Apr 14, 2022
Introducing Peanut Butter to Baby
5 minute read
Peanuts are among the eight most common food allergies in children. And while it’s fairly easy to avoid peanuts on their own, it can be challenging to completely avoid them in other foods.
Having a child with a peanut allergy, or having a peanut allergy yourself, can be stressful and scary, especially if an allergic reaction occurs. There are ways to reduce the risk of an allergy in your children, however, by gradually exposing them to the right allergens from a young age.
It might sound counterintuitive, but introducing peanut butter to your baby can help them build a tolerance to peanuts and reduce the likelihood of severe allergies or allergic reactions down the road. Here’s what you need to know about giving your baby peanut butter.
What Is the Hygiene Hypothesis?
Allergies and asthma in children are on the rise, and while there are many explanations for why this might be occurring, the “hygiene hypothesis” is one of the most leading theories.
The hygiene hypothesis suggests that children exposed to dirt, pathogens, germs, and allergens at an early age grow to be less likely to suffer from allergies, asthma, or other immune system disorders later in life.
The theory is that these early exposures allow the immune system to build a tolerance from a younger age, helping to prevent children from developing immune sensitivities later on.
This approach posits that we live in a much cleaner society now than we once did, leading to an uptick in the number of people with allergies. Consider the volume of products and advertising for cleaning products and air purifiers designed to “eliminate” dangerous germs. Between excessive cleaning and our lives moving indoors, modern humans are exposed to fewer pathogens than ever.
In fact, some researchers are concerned about the implications of the COVID-19 pandemic for exactly these reasons. Since we’ve lived in a hyper-clean environment fueled by social distancing and mask-wearing, some academics are nervous that young children and infants born during the pandemic may not have immune systems that are equipped to deal with foreign substances.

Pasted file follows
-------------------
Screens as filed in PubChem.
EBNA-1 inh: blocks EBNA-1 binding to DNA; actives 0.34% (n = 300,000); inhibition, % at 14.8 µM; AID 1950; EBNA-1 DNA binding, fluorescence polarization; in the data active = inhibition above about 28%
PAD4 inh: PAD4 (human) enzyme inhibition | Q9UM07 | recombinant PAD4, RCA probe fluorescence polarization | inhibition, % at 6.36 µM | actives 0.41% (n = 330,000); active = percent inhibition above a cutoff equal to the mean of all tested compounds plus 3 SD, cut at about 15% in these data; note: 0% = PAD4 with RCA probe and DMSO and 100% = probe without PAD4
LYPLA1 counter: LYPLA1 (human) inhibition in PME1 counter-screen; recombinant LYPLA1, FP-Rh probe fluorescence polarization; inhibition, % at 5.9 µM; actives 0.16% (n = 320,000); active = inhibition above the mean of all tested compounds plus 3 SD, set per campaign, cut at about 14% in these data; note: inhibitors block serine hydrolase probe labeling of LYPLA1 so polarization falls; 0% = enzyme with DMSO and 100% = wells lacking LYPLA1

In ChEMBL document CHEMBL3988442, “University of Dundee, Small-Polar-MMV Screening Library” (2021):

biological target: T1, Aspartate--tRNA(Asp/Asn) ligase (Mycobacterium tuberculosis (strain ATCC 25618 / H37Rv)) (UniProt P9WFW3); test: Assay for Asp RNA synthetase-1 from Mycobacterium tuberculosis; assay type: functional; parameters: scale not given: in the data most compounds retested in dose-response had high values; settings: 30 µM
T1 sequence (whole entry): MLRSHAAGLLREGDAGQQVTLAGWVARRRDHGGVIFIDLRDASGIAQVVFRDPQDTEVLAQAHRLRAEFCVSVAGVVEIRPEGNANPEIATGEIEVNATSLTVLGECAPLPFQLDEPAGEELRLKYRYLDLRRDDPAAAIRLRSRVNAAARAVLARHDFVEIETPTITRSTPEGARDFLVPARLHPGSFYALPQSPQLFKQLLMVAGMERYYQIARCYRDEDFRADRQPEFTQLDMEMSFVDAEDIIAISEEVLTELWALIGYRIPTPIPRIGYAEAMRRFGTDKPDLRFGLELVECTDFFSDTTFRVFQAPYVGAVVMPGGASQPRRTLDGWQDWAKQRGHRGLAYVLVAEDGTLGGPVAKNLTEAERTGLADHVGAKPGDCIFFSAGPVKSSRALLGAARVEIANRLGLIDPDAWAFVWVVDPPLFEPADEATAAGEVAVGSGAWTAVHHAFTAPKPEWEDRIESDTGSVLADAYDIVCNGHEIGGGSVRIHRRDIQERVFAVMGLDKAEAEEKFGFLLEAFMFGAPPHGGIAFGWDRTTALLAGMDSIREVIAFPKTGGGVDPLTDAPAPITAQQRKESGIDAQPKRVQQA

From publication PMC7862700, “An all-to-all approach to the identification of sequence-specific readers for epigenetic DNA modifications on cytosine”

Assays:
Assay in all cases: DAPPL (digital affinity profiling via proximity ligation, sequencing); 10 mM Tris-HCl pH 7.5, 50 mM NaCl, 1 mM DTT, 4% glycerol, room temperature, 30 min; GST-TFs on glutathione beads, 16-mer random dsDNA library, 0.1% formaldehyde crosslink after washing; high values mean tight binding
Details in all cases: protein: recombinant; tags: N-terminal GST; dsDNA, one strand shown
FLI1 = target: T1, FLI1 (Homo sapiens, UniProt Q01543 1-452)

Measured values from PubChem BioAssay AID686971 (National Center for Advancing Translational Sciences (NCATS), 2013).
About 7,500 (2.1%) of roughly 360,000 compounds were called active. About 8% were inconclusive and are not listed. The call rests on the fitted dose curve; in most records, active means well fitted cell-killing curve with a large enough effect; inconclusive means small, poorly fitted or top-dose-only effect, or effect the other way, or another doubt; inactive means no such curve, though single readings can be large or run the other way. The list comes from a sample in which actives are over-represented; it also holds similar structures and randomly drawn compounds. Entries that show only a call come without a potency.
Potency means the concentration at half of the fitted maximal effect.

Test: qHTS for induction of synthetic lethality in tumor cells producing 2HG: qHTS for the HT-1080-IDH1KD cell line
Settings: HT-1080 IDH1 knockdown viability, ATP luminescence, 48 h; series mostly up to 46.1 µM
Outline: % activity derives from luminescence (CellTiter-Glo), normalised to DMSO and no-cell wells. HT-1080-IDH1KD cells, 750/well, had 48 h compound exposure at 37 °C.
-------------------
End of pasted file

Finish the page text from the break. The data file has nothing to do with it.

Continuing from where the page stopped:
So what does this have to do with peanut allergies?
In the same way that exposing children to allergens and environmental triggers at a young age strengthens their immune system, exposing a baby to peanut butter at a young age can make them more tolerant of peanuts and help to reduce their risk of developing a peanut allergy. The same can be said about other food triggers, too.
This is in stark contrast to previous nutritional guidance, which states that you should not give children high-risk foods in the first 6-12 months of life for fear that they might have a severe allergic reaction.
Increasingly, new research is demonstrating that exposing children to peanut butter at a young age can be more beneficial than harmful.
How Can I Safely Introduce My Baby to Peanut Butter?
Introducing your baby to peanut butter may help avert new allergies — but only if done safely and effectively. Here are a few tips and pointers to keep in mind to ensure your baby’s safety.
Ensure the Baby is Healthy
Give your baby their first taste of peanut butter when they’re healthy and free of other diagnoses. In other words, don’t try to give them peanut butter if they’re sick or are dealing with an existing illness.
If your baby’s immune system is already weak during their first taste, and they have a true food allergy, symptoms can be exacerbated. Further, introducing potential allergens while your baby has cold symptoms or otherwise makes sorting causes and signs of a reaction that much harder.
Do It at Home
Make your first introduction in a safe place. Give your baby their first taste of peanut butter while you’re at home. This allows you to make sure the baby is comfortable and in a safe space so that you can get a better sense of how (or if) they’re reacting to the substance.
Timing and Portions
There are a few rules of thumb as to when and how much peanut or peanut butter your baby should receive.
The European Academy of Allergy and Clinical Immunology (EAACI) recommends in a 2020 update to their food allergy guidelines that peanuts and egg be introduced around 4 to 6 months after birth.
This emerging guidance is based on findings that in populations or regions with a high prevalence of peanut allergy, “introducing regular peanut consumption from 4 to 11 months of life in infants at increased risk probably results in a large reduction in peanut allergy in early childhood compared with completely avoiding peanuts for the first 5 years.”
The science isn’t perfect yet, but most allergy professionals recommend introducing two teaspoons, or about six grams, of peanut butter three times a week to acclimate and build the immune system’s tolerance to peanut protein.
Don’t leap right in with large servings right away. Instead, give your baby small tastes of peanuts or peanut butter to start. Wait ten minutes, and if no reaction occurs, give them the rest of the serving.